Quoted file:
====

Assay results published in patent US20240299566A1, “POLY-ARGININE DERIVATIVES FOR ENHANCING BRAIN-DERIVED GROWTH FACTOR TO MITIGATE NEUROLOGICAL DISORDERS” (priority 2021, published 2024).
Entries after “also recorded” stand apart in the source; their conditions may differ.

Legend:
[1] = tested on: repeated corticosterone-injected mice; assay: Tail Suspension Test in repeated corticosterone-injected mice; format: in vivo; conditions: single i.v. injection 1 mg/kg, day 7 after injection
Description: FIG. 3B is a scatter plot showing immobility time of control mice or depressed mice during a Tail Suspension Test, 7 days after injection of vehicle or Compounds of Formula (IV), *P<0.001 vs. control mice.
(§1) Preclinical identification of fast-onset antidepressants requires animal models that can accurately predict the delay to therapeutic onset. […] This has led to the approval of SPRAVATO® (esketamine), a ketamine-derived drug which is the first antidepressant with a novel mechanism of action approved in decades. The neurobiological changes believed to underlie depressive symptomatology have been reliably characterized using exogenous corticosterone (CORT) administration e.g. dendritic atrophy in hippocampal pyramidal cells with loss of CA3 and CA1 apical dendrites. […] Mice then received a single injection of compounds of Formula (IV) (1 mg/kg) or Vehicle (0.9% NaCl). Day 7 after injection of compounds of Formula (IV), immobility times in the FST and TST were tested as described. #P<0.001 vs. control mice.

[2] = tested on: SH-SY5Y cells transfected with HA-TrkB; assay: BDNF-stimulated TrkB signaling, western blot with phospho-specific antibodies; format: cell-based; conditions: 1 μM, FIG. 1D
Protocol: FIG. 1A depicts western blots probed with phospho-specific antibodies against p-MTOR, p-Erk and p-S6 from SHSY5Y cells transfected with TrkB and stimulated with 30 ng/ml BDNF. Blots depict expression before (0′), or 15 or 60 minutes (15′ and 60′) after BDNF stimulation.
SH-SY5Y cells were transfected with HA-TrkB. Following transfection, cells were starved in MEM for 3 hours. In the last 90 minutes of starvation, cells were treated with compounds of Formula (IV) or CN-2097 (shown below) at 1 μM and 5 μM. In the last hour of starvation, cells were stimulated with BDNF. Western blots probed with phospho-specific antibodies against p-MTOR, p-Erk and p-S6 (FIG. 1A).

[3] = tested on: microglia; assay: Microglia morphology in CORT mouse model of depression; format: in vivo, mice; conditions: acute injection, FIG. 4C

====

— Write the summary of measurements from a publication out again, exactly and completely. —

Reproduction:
Assay results published in patent US20240299566A1, “POLY-ARGININE DERIVATIVES FOR ENHANCING BRAIN-DERIVED GROWTH FACTOR TO MITIGATE NEUROLOGICAL DISORDERS” (priority 2021, published 2024).
Entries after “also recorded” stand apart in the source; their conditions may differ.

Legend:
[1] = tested on: repeated corticosterone-injected mice; assay: Tail Suspension Test in repeated corticosterone-injected mice; format: in vivo; conditions: single i.v. injection 1 mg/kg, day 7 after injection
Description: FIG. 3B is a scatter plot showing immobility time of control mice or depressed mice during a Tail Suspension Test, 7 days after injection of vehicle or Compounds of Formula (IV), *P<0.001 vs. control mice.
(§1) Preclinical identification of fast-onset antidepressants requires animal models that can accurately predict the delay to therapeutic onset. […] This has led to the approval of SPRAVATO® (esketamine), a ketamine-derived drug which is the first antidepressant with a novel mechanism of action approved in decades. The neurobiological changes believed to underlie depressive symptomatology have been reliably characterized using exogenous corticosterone (CORT) administration e.g. dendritic atrophy in hippocampal pyramidal cells with loss of CA3 and CA1 apical dendrites. […] Mice then received a single injection of compounds of Formula (IV) (1 mg/kg) or Vehicle (0.9% NaCl). Day 7 after injection of compounds of Formula (IV), immobility times in the FST and TST were tested as described. #P<0.001 vs. control mice.

[2] = tested on: SH-SY5Y cells transfected with HA-TrkB; assay: BDNF-stimulated TrkB signaling, western blot with phospho-specific antibodies; format: cell-based; conditions: 1 μM, FIG. 1D
Protocol: FIG. 1A depicts western blots probed with phospho-specific antibodies against p-MTOR, p-Erk and p-S6 from SHSY5Y cells transfected with TrkB and stimulated with 30 ng/ml BDNF. Blots depict expression before (0′), or 15 or 60 minutes (15′ and 60′) after BDNF stimulation.
SH-SY5Y cells were transfected with HA-TrkB. Following transfection, cells were starved in MEM for 3 hours. In the last 90 minutes of starvation, cells were treated with compounds of Formula (IV) or CN-2097 (shown below) at 1 μM and 5 μM. In the last hour of starvation, cells were stimulated with BDNF. Western blots probed with phospho-specific antibodies against p-MTOR, p-Erk and p-S6 (FIG. 1A).

[3] = tested on: microglia; assay: Microglia morphology in CORT mouse model of depression; format: in vivo, mice; conditions: acute injection, FIG. 4C